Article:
Pacific Crossing

( 3 )

Overview

In a sequel to Gary Soto's Taking Sides, young Lincoln and Tony take up the martial art of Kempo and, much to their surprise, are selected as exchange students to Japan. After staying with a Japanese family, Lincoln learns that his Japanese family, and people everywhere, are not much different from his family in California.

Fourteen-year-old Mexican American Lincoln Mendoza spends a summer with a host family in Japan, encountering ...

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Overview

In a sequel to Gary Soto's Taking Sides, young Lincoln and Tony take up the martial art of Kempo and, much to their surprise, are selected as exchange students to Japan. After staying with a Japanese family, Lincoln learns that his Japanese family, and people everywhere, are not much different from his family in California.

Fourteen-year-old Mexican American Lincoln Mendoza spends a summer with a host family in Japan, encountering new experiences and making new friends.

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Editorial Reviews

Stephanie Zvirin
In this sequel to "Taking Sides" , Soto writes about open minds, not closed ones, as he turns once more to multicultural themes. Lincoln Mendoza, now happily out of the suburbs, is selected for a summer exchange program to Japan, where he will continue the martial arts training he began in San Francisco. Lincoln discovers that Mr. and Mrs. Ono and their son, Mitsuo--his host family--are congenial guardians and as eager to learn about the U.S. and his Mexican American heritage as 14-year-old Lincoln is to learn about Japan. Their cultural collisions are affable and gently humorous, as when Lincoln, who's not a good cook, prepares frijoles for his "family," and when he visits the "sento", a men's public bath, for the first time. The episodic plot is not particularly dramatic, except for one incident, when Lincoln, who can't drive, must rush an ailing Mr. Ono to the hospital. It's the language that seems to punch things up: Soto uses a heroic combination of contemporary American slang ("fresh," "bad") and Spanish and Japanese terms likely to have readers making good use of the book's two glossaries. Yet the strange word mix works more often than not; the story, though slight, is warm and winning; and its setting is strikingly authentic.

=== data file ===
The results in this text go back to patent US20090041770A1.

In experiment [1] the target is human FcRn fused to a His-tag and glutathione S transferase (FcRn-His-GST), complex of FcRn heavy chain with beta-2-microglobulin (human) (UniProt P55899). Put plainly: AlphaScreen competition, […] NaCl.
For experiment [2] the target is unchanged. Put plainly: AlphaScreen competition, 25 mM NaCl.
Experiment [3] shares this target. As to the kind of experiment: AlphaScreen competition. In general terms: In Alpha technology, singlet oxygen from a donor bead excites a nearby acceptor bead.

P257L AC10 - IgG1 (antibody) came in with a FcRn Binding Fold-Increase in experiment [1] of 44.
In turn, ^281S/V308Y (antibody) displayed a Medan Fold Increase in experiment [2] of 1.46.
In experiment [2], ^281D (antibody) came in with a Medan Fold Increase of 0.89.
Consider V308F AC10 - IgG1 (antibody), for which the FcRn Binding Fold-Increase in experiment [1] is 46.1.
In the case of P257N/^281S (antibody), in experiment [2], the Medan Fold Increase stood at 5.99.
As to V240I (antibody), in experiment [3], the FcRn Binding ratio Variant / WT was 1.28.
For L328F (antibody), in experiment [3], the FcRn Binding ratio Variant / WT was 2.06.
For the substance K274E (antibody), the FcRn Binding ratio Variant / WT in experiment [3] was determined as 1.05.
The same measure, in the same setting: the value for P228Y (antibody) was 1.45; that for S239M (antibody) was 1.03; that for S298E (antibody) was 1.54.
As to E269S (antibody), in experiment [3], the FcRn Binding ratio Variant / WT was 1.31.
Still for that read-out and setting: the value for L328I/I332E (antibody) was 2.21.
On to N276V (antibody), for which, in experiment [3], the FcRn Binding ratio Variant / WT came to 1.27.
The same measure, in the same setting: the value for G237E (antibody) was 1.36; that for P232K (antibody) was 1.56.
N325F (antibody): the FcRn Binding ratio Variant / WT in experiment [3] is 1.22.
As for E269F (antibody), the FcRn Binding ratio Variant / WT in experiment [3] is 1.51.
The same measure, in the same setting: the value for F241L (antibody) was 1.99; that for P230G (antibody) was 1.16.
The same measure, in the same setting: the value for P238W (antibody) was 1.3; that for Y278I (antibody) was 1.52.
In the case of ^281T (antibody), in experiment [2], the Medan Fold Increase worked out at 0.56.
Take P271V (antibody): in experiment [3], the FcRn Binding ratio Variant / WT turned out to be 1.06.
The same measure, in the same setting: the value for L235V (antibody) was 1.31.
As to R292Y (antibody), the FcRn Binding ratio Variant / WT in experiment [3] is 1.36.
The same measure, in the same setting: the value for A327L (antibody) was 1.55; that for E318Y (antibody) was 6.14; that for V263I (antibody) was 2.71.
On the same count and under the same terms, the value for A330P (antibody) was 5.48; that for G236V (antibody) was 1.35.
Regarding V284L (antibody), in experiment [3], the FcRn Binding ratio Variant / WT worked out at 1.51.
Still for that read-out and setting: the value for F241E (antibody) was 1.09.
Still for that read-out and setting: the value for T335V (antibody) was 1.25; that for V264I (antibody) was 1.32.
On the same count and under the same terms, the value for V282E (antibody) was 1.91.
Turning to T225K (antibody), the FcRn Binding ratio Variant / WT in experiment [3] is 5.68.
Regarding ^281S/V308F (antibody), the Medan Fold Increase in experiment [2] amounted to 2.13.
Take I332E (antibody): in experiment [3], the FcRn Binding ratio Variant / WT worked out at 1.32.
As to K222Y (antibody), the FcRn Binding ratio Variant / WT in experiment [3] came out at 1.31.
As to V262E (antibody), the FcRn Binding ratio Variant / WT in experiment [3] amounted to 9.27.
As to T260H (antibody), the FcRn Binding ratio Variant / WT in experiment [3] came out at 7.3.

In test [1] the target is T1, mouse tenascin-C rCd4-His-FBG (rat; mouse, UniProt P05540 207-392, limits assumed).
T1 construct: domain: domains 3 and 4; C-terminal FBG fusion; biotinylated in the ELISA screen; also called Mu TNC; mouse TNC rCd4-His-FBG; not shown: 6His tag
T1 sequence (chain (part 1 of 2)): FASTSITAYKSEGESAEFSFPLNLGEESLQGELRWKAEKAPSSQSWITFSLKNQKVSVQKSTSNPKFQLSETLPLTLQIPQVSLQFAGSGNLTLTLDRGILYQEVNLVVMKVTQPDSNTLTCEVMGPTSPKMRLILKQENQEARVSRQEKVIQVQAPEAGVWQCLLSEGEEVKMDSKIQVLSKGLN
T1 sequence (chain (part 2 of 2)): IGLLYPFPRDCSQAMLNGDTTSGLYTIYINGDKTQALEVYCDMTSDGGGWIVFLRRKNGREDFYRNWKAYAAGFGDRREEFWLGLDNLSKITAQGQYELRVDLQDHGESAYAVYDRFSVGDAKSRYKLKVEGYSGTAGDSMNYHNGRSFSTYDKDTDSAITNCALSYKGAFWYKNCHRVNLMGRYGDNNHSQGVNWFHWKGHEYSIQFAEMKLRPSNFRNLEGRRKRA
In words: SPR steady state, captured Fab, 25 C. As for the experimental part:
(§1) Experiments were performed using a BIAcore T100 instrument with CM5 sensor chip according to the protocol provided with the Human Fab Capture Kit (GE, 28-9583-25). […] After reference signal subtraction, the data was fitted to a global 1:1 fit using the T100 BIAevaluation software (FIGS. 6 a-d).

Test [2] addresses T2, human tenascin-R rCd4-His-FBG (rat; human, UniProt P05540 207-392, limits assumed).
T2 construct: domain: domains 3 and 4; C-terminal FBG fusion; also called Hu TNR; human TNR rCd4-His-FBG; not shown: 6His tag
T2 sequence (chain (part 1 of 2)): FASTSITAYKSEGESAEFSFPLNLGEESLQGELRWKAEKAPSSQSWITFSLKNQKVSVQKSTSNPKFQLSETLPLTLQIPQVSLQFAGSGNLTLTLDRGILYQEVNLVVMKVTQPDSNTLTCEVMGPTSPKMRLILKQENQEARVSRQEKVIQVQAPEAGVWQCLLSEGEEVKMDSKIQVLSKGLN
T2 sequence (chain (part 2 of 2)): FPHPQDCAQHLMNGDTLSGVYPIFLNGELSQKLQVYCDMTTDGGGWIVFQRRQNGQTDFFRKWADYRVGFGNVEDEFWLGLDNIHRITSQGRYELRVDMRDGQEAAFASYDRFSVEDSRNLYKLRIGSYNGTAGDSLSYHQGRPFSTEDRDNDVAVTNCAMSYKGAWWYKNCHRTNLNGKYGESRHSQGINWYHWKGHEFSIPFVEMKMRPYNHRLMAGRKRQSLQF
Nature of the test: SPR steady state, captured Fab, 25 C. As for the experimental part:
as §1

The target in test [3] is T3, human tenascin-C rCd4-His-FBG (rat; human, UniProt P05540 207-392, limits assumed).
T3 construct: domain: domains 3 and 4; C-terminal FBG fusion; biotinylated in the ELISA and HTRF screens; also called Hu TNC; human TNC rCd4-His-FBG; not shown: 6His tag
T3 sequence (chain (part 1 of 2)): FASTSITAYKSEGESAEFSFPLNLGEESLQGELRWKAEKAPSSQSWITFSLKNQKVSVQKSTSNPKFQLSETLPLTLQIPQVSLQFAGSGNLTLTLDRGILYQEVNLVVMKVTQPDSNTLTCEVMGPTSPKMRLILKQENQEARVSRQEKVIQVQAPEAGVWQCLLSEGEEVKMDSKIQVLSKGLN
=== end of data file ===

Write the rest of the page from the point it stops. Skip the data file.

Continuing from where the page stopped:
From the Publisher
"The author's keen understanding . . . produces a story that is both touching and enlightening."—Publishers Weekly
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Product Details

  • ISBN-13: 9780152591878
  • Publisher: Houghton Mifflin Harcourt
  • Publication date: 10/1/1992
  • Edition description: 1
  • Edition number: 1
  • Pages: 144
  • Age range: 9 - 12 Years
  • Product dimensions: 5.80 (w) x 8.61 (h) x 0.73 (d)

Meet the Author

Gary Soto 's first book for young readers, Baseball in April and Other Stories, won the California Library Association's Beatty Award and was named an ALA Best Book for Young Adults. He has since published many novels, short stories, plays, and poetry collections for adults and young people. He lives in Berkeley, California. Visit his website at www.garysoto.com .

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Customer Reviews

Average Rating 3.5
( 3 )
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Sort by: Showing all of 3 Customer Reviews
  • Posted May 3, 2010

    I Also Recommend:

    Good Way For Students to Learn about Other Cultures.

    Pacific Crossing is a well written book that keeps students' interest. It is about 2 hispanic boys who get the opportunity to live with families in Japan. It has an interesting story line in which one of the boys helps save the life of one of the members of the Japanese family with which he is living. While in Japan, the boys learn a lot about Japanese culture. To me, the most important lesson learned was the value of respect for elders. Since the story is about 2 hispanic students, the reader also learns about some Hispanic customs, as the boys share their customs with their host families. This book is a great read for 4th and 5th graders. The characters are very real. It is interesting, educational, a quick read, and introduces students to the author, Gary Soto, who has written several books that kids will enjoy.

    1 out of 1 people found this review helpful.

    Was this review helpful? Yes  No   Report this review
  • Anonymous

    Posted May 11, 2004

    Why did I waste my time?

    This was a horrible book and a terrible waste of time...

    0 out of 1 people found this review helpful.

    Was this review helpful? Yes  No   Report this review
  • Anonymous

    Posted March 1, 2002

    I think that this book would be a good book for kids that are between ages 9-12

    I enjoyed this book because it showed how Gary Soto managed to get through life doing Kempo and playing with his friends, and teaching then something about it.

    Was this review helpful? Yes  No   Report this review
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